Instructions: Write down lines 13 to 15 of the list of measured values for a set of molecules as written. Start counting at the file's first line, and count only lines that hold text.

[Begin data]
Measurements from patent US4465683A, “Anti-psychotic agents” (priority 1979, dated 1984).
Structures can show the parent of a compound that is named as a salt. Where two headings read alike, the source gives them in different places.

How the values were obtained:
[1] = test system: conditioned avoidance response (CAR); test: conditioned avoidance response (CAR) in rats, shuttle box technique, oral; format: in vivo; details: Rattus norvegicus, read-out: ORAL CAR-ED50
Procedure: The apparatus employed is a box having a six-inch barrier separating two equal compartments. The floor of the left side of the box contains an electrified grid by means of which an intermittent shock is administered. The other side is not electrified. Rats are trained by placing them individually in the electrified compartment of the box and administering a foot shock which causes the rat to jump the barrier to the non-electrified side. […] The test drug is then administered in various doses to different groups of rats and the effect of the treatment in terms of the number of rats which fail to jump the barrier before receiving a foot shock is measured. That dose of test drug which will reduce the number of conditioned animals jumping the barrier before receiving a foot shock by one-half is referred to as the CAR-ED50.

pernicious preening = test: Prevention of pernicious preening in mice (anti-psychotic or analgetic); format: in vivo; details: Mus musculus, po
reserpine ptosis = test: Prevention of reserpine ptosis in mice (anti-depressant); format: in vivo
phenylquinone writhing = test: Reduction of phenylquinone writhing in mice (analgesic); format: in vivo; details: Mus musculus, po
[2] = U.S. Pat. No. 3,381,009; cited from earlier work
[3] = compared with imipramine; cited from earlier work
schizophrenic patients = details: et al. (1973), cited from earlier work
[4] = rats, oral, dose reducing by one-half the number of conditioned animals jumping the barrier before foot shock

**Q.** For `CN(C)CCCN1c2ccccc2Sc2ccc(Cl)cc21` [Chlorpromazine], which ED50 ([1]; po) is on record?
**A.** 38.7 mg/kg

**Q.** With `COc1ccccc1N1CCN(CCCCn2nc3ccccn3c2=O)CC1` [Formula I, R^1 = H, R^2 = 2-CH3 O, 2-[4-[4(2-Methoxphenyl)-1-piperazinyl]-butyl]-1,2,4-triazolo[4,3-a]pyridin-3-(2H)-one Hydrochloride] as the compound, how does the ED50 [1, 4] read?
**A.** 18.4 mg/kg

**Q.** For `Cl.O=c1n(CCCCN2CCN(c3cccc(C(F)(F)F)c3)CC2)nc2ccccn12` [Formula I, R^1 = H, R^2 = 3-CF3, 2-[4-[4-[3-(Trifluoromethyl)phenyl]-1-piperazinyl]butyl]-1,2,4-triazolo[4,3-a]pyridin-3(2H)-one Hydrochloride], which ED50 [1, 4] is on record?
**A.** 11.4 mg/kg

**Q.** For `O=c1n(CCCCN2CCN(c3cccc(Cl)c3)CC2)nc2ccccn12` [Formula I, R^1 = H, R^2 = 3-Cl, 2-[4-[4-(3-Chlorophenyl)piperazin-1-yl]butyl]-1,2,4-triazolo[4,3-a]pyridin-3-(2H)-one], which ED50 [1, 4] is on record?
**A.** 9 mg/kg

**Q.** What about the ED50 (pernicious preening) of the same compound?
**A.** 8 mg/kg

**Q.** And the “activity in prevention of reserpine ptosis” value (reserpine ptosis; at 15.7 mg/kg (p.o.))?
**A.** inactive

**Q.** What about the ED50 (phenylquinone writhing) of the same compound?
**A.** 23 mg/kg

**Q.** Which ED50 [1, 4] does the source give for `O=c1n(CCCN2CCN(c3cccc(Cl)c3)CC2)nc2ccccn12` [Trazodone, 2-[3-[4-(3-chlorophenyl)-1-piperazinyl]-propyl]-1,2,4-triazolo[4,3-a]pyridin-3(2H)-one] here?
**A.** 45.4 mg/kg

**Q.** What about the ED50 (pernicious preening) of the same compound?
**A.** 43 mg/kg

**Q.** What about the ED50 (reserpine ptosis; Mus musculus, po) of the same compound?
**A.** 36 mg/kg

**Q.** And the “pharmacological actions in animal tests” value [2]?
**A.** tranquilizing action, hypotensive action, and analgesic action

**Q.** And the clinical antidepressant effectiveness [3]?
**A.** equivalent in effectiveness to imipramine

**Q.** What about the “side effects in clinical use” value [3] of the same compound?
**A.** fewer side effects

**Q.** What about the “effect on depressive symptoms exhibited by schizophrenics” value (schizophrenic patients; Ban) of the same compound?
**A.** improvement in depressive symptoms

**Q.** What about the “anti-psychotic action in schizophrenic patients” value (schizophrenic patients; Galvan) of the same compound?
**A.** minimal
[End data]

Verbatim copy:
**Q.** For `CN(C)CCCN1c2ccccc2Sc2ccc(Cl)cc21` [Chlorpromazine], which ED50 ([1]; po) is on record?
**A.** 38.7 mg/kg

**Q.** With `COc1ccccc1N1CCN(CCCCn2nc3ccccn3c2=O)CC1` [Formula I, R^1 = H, R^2 = 2-CH3 O, 2-[4-[4(2-Methoxphenyl)-1-piperazinyl]-butyl]-1,2,4-triazolo[4,3-a]pyridin-3-(2H)-one Hydrochloride] as the compound, how does the ED50 [1, 4] read?